Moms approach the start of the new school year with a mixture of elation and dread. Elation because for the love of all that is good and holy, those noisy, bickering, Popsicle-snarfing small humans are O-U-T of your house for the majority of the day again. You will have quiet. Everything won’t be sticky or smudged all the time — at least, that’s what you tell yourself.
Dread because the new routine will throw everyone off their game and because getting ready for the first day of school comes with an absurdly long to-do list. You’re jolted from the lazier pace of summer into a race against the clock to do all the things necessary before your little snowflakes set their brand-new squeaky-sneakered feet into their new classrooms.
“This year will be different,” you’ll tell yourself. You’ll do more of this and less of that. You’ll be organized. You’ll be on time. Maybe you’ll even do that whole mindfulness thing everyone’s talking about.
Here are some realistic, achievable goals for moms to pin on their back-to-school Pinterest board (you know you made one) as we roll full-steam ahead into the new school year. Resolutions of sorts. Get out your planner and fire up your very best list-making apps. You’ve got this, Mama.
No, really — you’ve got this. This list of back-to-school resolutions for moms is so doable. Trust me, the bar is pretty low.
I will not wait until the weekend before school starts and frantically plow my cart through the picked-over, disheveled crap. I will not throw an elbow as I try to dive for that last red two-pocket folder without brads. Without brads. I will shop from the comfort of my own home, where no one minds that I’m not wearing pants.
I will not snidely ask the teacher if she’s planning to have the class construct a full-scale model of the Mars rover with glue and craft paper. I will not bitch to the cashier at Target, the lady who waxes my eyebrows or the UPS man about the insane freaking amount of glue sticks my child needs to attend public school. I will buy the glue in silence and reward myself with an extra splash of wine.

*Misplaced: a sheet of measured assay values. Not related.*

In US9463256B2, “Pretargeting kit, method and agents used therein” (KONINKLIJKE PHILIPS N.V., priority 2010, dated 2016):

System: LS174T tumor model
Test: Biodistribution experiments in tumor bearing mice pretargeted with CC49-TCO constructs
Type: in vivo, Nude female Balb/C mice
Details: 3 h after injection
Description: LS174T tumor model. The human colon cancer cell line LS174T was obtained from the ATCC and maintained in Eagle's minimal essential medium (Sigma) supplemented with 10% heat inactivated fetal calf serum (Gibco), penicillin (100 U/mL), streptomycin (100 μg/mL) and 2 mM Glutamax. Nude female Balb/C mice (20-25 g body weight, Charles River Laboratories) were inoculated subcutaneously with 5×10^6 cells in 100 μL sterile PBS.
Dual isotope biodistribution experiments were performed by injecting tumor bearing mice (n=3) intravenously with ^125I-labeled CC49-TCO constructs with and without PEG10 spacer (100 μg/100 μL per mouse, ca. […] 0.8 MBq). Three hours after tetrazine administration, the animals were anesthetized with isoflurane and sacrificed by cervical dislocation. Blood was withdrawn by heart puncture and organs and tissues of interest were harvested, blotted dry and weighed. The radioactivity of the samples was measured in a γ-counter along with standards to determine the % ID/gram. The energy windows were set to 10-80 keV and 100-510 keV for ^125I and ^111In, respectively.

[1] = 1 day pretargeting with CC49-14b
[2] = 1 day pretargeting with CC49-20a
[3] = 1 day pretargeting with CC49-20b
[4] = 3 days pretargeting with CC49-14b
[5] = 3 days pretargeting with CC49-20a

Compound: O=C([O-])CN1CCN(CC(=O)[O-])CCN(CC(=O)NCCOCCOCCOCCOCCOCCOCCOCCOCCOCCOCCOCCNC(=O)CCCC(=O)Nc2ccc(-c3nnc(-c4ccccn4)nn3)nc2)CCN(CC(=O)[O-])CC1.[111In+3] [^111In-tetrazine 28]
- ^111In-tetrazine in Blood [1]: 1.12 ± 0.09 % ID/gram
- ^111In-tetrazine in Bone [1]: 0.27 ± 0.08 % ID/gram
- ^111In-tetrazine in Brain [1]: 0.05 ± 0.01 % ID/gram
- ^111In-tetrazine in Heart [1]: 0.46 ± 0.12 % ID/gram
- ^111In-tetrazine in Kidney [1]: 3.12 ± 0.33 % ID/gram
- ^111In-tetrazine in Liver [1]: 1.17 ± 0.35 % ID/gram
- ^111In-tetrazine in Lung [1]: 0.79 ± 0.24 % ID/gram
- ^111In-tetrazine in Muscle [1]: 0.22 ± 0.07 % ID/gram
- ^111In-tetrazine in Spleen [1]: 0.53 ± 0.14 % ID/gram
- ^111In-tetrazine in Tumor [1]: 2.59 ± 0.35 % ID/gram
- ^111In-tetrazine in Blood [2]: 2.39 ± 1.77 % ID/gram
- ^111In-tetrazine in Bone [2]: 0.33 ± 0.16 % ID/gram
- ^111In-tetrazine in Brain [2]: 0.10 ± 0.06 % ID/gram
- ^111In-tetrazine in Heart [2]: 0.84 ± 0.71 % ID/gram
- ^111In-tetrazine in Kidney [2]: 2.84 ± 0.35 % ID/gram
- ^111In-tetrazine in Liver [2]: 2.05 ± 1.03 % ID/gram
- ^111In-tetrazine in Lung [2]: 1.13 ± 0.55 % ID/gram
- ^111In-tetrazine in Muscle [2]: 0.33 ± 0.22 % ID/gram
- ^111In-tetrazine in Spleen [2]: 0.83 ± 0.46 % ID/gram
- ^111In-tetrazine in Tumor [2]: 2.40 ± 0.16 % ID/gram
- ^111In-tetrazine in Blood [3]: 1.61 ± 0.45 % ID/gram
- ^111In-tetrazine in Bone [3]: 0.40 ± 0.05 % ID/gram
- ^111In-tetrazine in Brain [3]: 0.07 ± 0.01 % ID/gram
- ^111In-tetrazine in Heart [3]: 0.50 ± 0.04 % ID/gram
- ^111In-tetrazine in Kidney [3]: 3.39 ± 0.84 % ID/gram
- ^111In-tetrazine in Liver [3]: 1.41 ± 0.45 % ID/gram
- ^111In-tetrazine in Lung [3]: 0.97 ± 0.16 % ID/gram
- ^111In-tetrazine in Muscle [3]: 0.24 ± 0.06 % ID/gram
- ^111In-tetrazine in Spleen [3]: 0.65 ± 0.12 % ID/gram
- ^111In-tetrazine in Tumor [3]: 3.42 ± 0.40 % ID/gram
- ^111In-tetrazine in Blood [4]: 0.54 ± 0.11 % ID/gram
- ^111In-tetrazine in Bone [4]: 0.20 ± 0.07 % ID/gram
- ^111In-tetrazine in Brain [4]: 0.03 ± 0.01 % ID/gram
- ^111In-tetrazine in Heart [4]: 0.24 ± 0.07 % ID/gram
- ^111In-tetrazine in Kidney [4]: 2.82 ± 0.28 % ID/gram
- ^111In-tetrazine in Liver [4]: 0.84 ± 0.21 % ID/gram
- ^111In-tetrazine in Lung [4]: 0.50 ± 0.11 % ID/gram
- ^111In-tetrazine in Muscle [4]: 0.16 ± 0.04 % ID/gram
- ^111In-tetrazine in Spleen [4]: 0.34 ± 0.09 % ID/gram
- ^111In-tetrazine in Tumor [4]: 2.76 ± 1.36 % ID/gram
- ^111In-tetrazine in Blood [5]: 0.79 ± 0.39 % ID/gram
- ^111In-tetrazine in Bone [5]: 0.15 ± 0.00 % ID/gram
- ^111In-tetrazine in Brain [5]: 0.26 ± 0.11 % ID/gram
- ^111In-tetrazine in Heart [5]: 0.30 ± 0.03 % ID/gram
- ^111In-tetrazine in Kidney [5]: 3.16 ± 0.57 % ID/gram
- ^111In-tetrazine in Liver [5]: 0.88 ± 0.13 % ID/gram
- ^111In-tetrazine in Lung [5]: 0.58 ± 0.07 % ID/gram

I’ll tell myself that feeding my kids Pop Tarts is “retro” and I won’t beat myself up if I have to resort to drill sergeant tactics to get my kids’ lazy butts out of bed. The psychological damage from being awakened by your mom beating on a trashcan with a headless Barbie and calling you a maggot is really pretty minimal.
Said pants need not have zippers or buttons but they have to be able to pass the “unexpected egress from the minivan” test. You’re probably slacking on a lot of levels, but don’t make your child endure teasing for the rest of the year because you marched into the attendance office in pajama bottoms with a hole in the butt. See also: underwear might be a good idea.
It's tempting, right? Try to hold off until after Thanksgiving.
Attend PTA meetings. Ask the teacher how you can help. You’ll stay connected to your child and meet other like-minded parents. See also: spy on your kids and know who’s not going to talk trash about you for putting “a little something extra” in your travel mug to get you through those PTA meetings
Never make eye contact with the woman at the PTA meeting who carries the clipboard. Just. Don’t. Do. It.
Don’t be that mom who starts the year crafting beautiful, visually appealing lunches. Don’t stay up late trying to make carrots look like flowers or any such bullshit. That’s just giving in to silliness. You’re only going to disappoint yourself when you resort to baloney and cheese Lunchables mid-year. Find some pins on Pinterest that your kid will actually eat and accept that you'll be making them a lot. Best to aim for marginal from the get-go.
You’ve got a lot to do, mamas. Aim low and stifle those overachiever urges. You’ll thank me later.
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